Cats come in all sizes. Big cats, little cats, stocky cats, thin cats and everything in between. A lot of how big a cat will get depends on what breed they are, the nutrition they get, their environment and things of that nature.
Speaking of nutrition, that’s a variable that must be mentioned when talking about cats reaching their full size. Let’s not confuse girth with a normal length size for a cat, because overweight or obese cats can be extremely heavy, even as their overall length doesn’t increase. You can see the same characteristic in humans. If someone is 6 feet tall, no matter how much they weigh, they are still going to be 6 feet tall, which is their regular “size.”
So to that end, let’s explore when a cat reaches their full size.
A cat is said to reach adulthood at about 12 months of age. That means their personality has been locked into place, but that doesn’t mean that they will stop growing. Cats generally continue growing until they are 18 months old and reach their full size, but, and this is a big but, larger breeds like Maine Coon cats can grow for up to 5 years! It gets even more confusing because if your cat has any Maine Coon DNA in its genes, even if it looks like a regular tabby, Siamese, shorthair or whatever, it may continue growing for years after the 18 month mark.
Cats that are fed normally and who get enough to eat, will adhere to that 18 month full size dictum. But cats that have not gotten enough to eat or have not received proper nutrition, especially when they were kittens, may reach their full size prematurely or become stunted. Abandoned cats are some of the most common stunted felines, and if you get your cat from a shelter, the chances are that it had been abandoned and may never be as large as the breed suggests. It also means that it may stop growing far sooner than normal, since its body had to shut down the growth process for survival.
You can give it all the love, kindness, care and food that you want, but if the growth process has already been shut down by the lack of nutrition, your kitty may not get any bigger than it is at that time.
Spaying and Neutering
Until recently, the size of the cat and how long it kept growing once spayed or neutered was always just a myth. The latest scientific findings sheds some light on the subject of growth when those procedures are done.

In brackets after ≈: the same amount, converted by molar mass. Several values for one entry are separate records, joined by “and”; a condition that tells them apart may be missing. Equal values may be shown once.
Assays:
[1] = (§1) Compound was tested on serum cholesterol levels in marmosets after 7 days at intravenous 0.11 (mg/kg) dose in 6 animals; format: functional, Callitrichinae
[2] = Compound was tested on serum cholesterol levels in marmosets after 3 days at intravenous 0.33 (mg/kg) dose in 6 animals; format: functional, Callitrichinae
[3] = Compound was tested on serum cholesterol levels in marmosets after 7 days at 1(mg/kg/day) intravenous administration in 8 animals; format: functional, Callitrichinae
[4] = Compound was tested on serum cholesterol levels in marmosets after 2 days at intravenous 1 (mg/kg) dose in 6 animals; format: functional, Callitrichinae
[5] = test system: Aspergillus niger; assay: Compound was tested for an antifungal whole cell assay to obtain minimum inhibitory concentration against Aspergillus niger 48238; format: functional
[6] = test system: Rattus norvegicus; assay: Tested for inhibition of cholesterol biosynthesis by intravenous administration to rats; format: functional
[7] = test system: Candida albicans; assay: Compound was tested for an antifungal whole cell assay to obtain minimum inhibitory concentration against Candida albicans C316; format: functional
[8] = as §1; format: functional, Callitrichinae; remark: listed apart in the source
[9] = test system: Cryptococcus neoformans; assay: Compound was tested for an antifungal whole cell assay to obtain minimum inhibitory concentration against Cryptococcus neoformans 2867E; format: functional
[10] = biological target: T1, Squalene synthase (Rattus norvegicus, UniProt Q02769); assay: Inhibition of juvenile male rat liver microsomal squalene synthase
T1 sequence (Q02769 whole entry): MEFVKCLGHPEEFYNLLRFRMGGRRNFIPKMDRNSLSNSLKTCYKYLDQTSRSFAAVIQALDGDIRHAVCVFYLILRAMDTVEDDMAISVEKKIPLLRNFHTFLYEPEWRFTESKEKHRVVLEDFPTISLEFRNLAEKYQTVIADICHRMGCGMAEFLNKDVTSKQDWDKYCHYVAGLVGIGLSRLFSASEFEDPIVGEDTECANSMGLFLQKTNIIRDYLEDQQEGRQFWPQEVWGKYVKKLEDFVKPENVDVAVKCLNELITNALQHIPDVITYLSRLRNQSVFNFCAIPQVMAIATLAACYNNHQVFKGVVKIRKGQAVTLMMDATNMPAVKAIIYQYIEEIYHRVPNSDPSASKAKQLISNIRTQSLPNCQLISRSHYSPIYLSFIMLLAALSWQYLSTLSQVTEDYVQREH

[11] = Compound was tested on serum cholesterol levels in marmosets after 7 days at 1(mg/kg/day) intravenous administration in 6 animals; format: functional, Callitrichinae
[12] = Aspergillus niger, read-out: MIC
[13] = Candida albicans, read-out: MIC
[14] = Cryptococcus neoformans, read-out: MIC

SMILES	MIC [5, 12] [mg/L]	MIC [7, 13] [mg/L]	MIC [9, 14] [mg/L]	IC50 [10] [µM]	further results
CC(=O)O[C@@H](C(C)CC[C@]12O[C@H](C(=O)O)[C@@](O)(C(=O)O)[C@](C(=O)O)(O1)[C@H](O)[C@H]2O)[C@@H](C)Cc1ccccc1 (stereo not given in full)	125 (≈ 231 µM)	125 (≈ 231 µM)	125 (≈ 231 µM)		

It has often been said that a spayed or neutered cat will get bigger than a non-altered cat, and findings have borne this out, with an exception. If a cat is spayed or neutered early in life, it will grow larger, both in girth and length. But if a cat is altered in adulthood, it will generally grow to the breeds natural size.
A cat that hasn’t had the procedure done will generally stick to the 18 month growth limit, as long as the DNA is pure. A cat that has had the procedure done will have a longer bone structure and will continue growing after the 18 month time frame. For how long, no one can say, but spaying and neutering does positively extend the growth time as well as the size.
When Does a Cat Reach Full Size?
In most cases, the definitive answer is 18 months, with Maine Coon cats taking up to 5 years as mentioned. We’ve already included nutrition, spaying and neutering which will shorten or lengthen a cat’s full size, but there are other factors too.
Cats that suffer dwarfism or bone deformities may stop growing and reach their adult size much sooner. On the other end of this spectrum is the latest news about feral cats that sometimes reach over 4 feet long, which is similar to a wild bobcat or lynx. If somehow this DNA makes it into a domestic cat, which could be very well possible if a female outdoor cat has not been spayed, then who knows at what age they may stop growing and reach full size.
The bottom line here is this. Give your kitty a lot of love, feed them quality cat food, and for you and your best purr faced buddy, size will never matter.
Mary Nielsen founded FelineLiving.net and is a passionate cat lover, blogger, and part-time music teacher. She founded her blog to share her ups and downs of being a pet parent to a bunch of adorable kittens and cats. When she is not playing with them or teaching, you can find her experimenting in the kitchen.